Wednesday, February 24, 2010


I remember the old adage from my childhood, "Winning isn't everything." This is what our parents, teachers, and mentors told us when we got too worked up about contests or put competitiveness above more important values. Even as adults we need to be reminded that the thrill of winning isn't necessarily worth the price. In our dedication to pushing ourselves to the top, we often have to leave behind Christian concepts like mercy, kindness, selflessness, and humility. We stop being team players so that we can become superstars. We care more about being the "best" than we care about being good people. From a Christian standpoint, that's problematic.

Christianity is not about being the winner. We are victors through Christ, not in and of ourselves, and we share this special status with all other believers. On our own, we can do nothing to help or save ourselves. No matter how many competitions we win or how many ways we try to prove we're better than our fellow humans, we come no closer to God. God doesn't really care who's the best, because He designed all of us and gave us the talents and skills that distinguish us in the first place. He's not going to give us all the credit for the work He did in creating us. God is focused instead on the choices we make and how we use what we've been given to make a positive difference in the world. If winning a medal or two gives glory to God and reflects the creation He made us to be, then that's great. But it will be the authenticity and love of our actions that counts, not the award. No matter how good we are at winning competitions, we cannot earn our way into Heaven or achieve special status for our eternal souls. All we can do is accept the bounteous grace that Jesus, who alone was capable of winning the absolute competition against death, has freely shared with us.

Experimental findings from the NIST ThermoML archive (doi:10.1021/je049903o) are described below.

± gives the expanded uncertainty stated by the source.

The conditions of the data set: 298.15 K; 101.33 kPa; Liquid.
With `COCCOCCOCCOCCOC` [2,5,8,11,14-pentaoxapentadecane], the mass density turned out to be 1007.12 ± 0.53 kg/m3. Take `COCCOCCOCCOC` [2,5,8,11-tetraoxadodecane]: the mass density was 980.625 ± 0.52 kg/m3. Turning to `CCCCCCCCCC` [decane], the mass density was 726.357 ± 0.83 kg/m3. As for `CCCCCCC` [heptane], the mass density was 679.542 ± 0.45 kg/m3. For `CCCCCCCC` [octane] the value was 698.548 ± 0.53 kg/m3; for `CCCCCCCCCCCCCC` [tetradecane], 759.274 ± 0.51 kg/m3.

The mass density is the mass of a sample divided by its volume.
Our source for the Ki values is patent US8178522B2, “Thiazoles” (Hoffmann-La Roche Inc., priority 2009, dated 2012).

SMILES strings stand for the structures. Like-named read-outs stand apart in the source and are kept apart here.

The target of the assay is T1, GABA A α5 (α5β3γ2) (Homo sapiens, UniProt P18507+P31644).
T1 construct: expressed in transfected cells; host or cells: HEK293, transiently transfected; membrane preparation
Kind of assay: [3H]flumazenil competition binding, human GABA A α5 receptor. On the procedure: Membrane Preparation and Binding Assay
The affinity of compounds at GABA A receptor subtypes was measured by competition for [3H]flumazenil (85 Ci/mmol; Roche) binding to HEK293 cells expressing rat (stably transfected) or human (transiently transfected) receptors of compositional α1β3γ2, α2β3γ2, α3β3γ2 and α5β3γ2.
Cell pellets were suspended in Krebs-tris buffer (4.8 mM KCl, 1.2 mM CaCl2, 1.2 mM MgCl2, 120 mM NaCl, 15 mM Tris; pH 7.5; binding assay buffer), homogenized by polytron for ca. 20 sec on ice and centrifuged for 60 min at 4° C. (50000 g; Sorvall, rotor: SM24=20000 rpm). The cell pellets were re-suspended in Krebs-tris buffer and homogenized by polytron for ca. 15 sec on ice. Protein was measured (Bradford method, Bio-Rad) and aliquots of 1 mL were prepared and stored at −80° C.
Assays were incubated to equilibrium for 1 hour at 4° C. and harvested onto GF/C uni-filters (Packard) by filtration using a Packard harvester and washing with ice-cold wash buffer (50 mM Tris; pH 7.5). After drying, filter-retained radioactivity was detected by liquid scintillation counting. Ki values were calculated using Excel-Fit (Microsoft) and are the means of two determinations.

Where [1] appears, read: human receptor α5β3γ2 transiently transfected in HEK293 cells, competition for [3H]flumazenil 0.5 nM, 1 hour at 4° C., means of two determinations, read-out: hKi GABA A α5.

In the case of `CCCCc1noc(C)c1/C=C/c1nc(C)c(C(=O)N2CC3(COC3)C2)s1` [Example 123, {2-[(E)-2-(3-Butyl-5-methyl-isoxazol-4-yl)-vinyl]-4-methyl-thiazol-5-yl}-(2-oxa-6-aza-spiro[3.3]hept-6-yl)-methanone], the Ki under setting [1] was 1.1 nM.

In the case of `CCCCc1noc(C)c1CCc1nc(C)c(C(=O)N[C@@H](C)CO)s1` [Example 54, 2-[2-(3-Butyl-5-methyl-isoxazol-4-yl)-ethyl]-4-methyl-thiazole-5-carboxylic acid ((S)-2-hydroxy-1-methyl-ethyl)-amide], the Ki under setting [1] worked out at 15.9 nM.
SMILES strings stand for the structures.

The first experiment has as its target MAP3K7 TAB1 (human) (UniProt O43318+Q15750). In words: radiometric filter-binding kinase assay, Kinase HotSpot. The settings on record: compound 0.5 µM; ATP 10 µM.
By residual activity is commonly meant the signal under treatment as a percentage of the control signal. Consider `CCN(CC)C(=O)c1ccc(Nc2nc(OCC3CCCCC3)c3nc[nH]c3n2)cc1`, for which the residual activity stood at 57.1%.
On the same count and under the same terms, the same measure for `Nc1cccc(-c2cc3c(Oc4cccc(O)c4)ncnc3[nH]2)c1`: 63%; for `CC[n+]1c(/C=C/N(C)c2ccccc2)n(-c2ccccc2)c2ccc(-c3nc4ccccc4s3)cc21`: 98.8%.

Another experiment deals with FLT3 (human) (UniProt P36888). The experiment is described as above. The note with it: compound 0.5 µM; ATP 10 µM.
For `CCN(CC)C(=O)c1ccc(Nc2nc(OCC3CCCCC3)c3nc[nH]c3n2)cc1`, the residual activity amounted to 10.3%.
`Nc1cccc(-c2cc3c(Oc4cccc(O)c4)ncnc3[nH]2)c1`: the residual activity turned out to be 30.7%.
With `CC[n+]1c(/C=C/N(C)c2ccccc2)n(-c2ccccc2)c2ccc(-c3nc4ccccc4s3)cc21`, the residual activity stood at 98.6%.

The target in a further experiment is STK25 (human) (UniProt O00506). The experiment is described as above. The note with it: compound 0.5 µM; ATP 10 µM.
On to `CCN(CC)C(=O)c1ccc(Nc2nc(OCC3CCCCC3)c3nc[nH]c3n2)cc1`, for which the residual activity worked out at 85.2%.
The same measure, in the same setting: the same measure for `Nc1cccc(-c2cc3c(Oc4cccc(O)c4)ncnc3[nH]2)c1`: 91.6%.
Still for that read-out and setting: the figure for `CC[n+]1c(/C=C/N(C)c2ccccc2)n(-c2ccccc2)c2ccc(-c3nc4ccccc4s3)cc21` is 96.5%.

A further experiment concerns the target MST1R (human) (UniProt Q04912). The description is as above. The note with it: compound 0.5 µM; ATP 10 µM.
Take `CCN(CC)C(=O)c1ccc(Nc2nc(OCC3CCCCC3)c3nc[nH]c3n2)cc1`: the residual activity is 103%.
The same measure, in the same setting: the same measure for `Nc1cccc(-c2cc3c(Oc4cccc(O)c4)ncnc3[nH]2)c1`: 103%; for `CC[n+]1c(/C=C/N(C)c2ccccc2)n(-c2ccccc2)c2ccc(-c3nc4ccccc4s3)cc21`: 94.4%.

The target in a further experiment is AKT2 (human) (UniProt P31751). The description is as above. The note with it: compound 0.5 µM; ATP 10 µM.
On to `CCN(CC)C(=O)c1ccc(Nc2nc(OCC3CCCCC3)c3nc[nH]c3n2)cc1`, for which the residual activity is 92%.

It's true that Christians should strive to be all they can be. God gave us talents and skills for a reason, and we should endeavor to use them to the best of our ability for purposes that we think will please Him. Doing our best doesn't require us to compare ourselves to others, however. Competing against others will not prove our love or loyalty to God. God doesn't want us to beat others—He wants us to beat the sinfulness inside ourselves with His divine assistance. Anyone who sets up a competition about who's the best Christian or suggests that Heaven is a prize to be won doesn't really understand what Christianity is all about. God will never tell you that you aren't as good as someone else and will never be disappointed in you because you haven't won enough prizes or awards. He's proud every time you reaffirm your love for Him and reach out to others in His name. There's no competition in Christian love—just cooperative joy.

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